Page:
Most records of Boccardiella ligerica on the East Coast come from species lists in 'gray literature' reports, with little information on species location or habitats. It is possible that this worm has been overlooked due to its small size, and confusion with B. hamata and other spionids. Boccardiella ligerica has been reported from the St. Johns estuary, Florida (Mattson 2011); the Neuse estuary, North Carolina (Vittor Associates 1999); the Chesapeake Bay (Chesapeake Bay Program 1998); Delaware Bay (Anderson et al. 2003); and the Mullica River and Hackensack estuaries, New Jersey (Angradi et al. 2001; Meadowlands Environmental Research Institute 2004) and in the Hudson estuary at the Tappan Zee Bridge (2006 - 2009, New York State Department of Transportation 2012).  In Chesapeake Bay, B. ligerica was reported in 1990 benthic sampling data (Chesapeake Bay Program 1998; Gillett and Schaffner 2009), but was not seen during earlier collections. This worm has been found in several oligo-mesohaline sites in Virginia and Maryland: James River (Swann's Point); Pamunkey River; Rappahannock River; Patuxent River; Nanticoke River; and the Potomac River (Route 301 Bridge) (Chesapeake Bay Program 2001).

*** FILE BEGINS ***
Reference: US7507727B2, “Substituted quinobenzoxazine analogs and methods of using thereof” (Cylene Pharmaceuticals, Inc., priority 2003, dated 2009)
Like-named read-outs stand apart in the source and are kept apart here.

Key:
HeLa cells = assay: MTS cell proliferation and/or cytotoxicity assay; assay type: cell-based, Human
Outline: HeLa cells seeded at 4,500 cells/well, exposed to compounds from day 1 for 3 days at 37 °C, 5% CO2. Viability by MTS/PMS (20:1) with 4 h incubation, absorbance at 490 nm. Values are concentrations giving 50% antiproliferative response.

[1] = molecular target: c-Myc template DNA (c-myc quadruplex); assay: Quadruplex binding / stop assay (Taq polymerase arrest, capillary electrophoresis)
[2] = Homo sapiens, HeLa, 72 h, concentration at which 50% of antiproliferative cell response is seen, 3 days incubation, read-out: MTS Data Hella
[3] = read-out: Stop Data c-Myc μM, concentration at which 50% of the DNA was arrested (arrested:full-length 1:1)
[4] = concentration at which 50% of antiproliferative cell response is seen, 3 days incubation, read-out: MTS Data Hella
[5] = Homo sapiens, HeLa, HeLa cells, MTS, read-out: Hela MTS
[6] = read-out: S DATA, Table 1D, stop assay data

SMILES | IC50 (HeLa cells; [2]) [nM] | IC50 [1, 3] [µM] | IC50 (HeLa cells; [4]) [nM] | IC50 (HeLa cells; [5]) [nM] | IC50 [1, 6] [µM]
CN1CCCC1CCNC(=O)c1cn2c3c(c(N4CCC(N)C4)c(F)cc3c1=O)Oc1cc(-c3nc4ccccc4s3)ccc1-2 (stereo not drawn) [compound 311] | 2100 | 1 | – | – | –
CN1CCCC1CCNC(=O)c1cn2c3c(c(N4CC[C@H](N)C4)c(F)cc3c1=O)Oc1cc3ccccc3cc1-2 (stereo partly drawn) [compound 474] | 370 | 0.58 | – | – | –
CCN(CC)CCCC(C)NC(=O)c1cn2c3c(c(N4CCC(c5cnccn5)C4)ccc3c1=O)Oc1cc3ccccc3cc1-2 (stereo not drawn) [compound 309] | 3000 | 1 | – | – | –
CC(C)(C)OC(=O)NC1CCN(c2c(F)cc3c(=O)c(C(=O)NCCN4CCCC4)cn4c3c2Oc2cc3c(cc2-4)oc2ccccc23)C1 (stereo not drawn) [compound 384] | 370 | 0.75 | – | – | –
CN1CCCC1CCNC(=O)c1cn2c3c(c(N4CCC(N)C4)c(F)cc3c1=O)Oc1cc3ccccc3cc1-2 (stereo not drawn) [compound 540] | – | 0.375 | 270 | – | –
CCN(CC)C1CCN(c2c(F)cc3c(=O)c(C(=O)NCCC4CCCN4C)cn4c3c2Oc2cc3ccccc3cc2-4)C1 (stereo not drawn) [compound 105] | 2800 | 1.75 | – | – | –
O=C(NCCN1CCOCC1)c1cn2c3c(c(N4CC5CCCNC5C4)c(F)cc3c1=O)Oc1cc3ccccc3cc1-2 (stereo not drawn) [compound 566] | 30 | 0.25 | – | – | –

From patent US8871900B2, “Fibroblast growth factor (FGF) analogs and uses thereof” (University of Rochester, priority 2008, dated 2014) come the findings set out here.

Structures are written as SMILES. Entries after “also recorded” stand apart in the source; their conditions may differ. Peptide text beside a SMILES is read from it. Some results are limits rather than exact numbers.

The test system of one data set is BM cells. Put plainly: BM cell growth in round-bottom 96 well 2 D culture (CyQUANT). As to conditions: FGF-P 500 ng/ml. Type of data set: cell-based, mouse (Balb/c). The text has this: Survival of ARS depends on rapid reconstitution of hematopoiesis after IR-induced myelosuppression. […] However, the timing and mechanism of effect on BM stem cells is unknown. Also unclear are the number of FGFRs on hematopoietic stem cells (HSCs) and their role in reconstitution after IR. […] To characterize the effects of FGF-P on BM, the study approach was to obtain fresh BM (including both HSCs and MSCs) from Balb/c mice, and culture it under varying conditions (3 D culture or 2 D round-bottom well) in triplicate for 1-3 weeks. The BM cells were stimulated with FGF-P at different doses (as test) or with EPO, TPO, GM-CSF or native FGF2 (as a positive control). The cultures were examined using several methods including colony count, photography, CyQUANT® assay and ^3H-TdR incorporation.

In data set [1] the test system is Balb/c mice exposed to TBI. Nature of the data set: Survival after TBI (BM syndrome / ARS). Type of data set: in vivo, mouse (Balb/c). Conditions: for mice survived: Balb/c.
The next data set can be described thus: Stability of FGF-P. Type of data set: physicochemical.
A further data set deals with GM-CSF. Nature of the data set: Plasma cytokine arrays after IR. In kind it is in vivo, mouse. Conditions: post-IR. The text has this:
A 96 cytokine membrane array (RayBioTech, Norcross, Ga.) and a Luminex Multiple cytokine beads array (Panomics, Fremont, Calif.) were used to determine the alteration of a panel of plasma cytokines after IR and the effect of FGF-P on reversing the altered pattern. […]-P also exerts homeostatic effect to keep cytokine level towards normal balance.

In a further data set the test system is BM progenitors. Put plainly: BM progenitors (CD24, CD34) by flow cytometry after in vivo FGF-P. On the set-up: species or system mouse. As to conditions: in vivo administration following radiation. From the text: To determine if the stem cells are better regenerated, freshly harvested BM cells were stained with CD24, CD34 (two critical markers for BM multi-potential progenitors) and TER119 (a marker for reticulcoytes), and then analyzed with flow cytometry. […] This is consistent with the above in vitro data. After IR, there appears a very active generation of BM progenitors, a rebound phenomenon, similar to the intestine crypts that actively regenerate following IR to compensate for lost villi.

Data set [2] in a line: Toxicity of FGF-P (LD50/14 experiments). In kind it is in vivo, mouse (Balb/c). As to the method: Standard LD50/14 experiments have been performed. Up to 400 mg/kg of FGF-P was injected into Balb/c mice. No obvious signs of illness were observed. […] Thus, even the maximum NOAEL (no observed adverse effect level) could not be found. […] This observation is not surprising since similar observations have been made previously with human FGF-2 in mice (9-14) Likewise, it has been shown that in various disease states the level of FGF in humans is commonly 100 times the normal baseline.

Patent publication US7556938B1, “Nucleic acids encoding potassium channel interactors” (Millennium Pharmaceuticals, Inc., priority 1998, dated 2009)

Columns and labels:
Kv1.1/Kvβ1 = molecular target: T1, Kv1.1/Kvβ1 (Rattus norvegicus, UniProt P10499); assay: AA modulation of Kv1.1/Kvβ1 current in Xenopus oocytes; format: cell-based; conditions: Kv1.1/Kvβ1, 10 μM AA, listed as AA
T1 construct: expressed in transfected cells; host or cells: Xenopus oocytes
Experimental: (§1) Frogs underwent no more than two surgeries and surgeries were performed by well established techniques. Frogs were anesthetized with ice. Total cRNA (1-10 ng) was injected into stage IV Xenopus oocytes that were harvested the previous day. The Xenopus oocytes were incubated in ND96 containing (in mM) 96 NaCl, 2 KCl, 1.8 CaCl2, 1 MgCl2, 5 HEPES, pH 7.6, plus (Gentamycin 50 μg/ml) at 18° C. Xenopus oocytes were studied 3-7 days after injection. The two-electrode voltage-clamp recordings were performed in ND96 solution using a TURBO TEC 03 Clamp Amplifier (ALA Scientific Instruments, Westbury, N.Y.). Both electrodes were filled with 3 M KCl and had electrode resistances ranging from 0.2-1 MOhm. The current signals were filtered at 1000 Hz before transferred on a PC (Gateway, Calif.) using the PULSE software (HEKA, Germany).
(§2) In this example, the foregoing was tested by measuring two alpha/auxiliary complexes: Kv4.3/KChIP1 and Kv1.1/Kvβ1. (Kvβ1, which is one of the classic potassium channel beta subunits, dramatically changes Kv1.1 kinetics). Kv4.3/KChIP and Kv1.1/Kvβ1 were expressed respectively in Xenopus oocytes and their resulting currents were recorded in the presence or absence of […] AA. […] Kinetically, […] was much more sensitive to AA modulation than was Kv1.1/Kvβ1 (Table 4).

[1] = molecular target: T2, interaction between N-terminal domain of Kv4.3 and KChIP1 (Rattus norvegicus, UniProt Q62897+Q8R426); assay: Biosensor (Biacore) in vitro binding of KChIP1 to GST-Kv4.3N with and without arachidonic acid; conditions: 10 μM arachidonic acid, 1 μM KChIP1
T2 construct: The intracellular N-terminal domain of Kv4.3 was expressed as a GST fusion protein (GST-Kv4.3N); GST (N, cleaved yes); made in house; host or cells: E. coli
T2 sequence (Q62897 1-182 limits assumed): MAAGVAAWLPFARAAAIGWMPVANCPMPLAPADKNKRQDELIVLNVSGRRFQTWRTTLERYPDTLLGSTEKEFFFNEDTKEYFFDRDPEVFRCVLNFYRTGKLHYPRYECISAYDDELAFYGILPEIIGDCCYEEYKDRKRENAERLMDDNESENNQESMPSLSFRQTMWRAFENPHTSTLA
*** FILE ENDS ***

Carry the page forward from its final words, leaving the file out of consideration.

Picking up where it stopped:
Invasion History on the Gulf Coast:

The earliest reported collection of Boccardiella ligerica from the Gulf of Mexico was in the Aransas National Wildlife Refuge, on San Antonio Bay, Texas in 1973. Only a single specimen was collected there, but an established population was found in a brackish (10-14 PSU) marsh at Sea Rim State Park, near Sabine Lake (Wern 1985). In 1984, another population was found to be established in the Crystal River estuary, on the Gulf Coast of Florida (Kravitz 1987).

Invasion History Elsewhere in the World:

In the Western Atlantic, Boccardiella ligerica was collected from the Rio Espiritu Santo estuary in Puerto Rico in 1978 (Blake 1983; US National Museum of Natural History 2014). Further south, this polychaete was collected in Uruguay, in the La Plata estuary in 1938 (Blake 1983; Orensanz et al. 2002). It is now abundant in lagoons on the Atlantic coast south of the La Plata estuary (Gappa et al. 2001; Orensanz et al. 2002). An identification of B. ligerica from South Africa (Day 1955, cited by Blake and Woodwick 1971) is considered questionable.


Description